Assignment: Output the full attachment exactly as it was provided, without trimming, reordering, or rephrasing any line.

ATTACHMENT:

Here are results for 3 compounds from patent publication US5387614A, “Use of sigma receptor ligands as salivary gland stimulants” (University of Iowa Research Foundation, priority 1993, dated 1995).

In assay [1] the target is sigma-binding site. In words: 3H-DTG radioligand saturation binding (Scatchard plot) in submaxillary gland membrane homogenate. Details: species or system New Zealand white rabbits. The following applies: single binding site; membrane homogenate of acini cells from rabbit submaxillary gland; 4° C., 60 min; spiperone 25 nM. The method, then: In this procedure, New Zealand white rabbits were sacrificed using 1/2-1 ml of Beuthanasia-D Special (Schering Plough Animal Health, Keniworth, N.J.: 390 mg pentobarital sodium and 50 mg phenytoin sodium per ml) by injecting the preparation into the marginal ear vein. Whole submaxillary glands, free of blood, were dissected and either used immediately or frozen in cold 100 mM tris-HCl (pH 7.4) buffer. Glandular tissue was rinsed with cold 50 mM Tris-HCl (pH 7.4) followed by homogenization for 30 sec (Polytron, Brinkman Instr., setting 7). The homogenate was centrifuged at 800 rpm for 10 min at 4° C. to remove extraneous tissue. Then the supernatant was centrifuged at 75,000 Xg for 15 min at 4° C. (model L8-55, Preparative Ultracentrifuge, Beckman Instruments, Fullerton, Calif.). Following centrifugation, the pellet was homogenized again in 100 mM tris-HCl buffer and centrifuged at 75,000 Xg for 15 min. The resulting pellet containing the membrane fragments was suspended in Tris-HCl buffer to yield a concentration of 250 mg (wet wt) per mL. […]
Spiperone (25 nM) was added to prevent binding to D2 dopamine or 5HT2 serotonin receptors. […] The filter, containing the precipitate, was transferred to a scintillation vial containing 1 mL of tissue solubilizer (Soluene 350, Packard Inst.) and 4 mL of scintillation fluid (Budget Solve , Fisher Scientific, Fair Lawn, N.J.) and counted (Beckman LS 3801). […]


Here are results for 3 compounds from patent publication US5387614A, “Use of sigma receptor ligands as salivary gland stimulants” (University of Iowa Research Foundation, priority 1993, dated 1995).

In assay [1] the target is sigma-binding site. In words: 3H-DTG radioligand saturation binding (Scatchard plot) in submaxillary gland membrane homogenate. Details: species or system New Zealand white rabbits. The following applies: single binding site; membrane homogenate of acini cells from rabbit submaxillary gland; 4° C., 60 min; spiperone 25 nM. The method, then: In this procedure, New Zealand white rabbits were sacrificed using 1/2-1 ml of Beuthanasia-D Special (Schering Plough Animal Health, Keniworth, N.J.: 390 mg pentobarital sodium and 50 mg phenytoin sodium per ml) by injecting the preparation into the marginal ear vein. Whole submaxillary glands, free of blood, were dissected and either used immediately or frozen in cold 100 mM tris-HCl (pH 7.4) buffer. Glandular tissue was rinsed with cold 50 mM Tris-HCl (pH 7.4) followed by homogenization for 30 sec (Polytron, Brinkman Instr., setting 7). The homogenate was centrifuged at 800 rpm for 10 min at 4° C. to remove extraneous tissue. Then the supernatant was centrifuged at 75,000 Xg for 15 min at 4° C. (model L8-55, Preparative Ultracentrifuge, Beckman Instruments, Fullerton, Calif.). Following centrifugation, the pellet was homogenized again in 100 mM tris-HCl buffer and centrifuged at 75,000 Xg for 15 min. The resulting pellet containing the membrane fragments was suspended in Tris-HCl buffer to yield a concentration of 250 mg (wet wt) per mL. […]
Spiperone (25 nM) was added to prevent binding to D2 dopamine or 5HT2 serotonin receptors. […] The filter, containing the precipitate, was transferred to a scintillation vial containing 1 mL of tissue solubilizer (Soluene 350, Packard Inst.) and 4 mL of scintillation fluid (Budget Solve , Fisher Scientific, Fair Lawn, N.J.) and counted (Beckman LS 3801). […]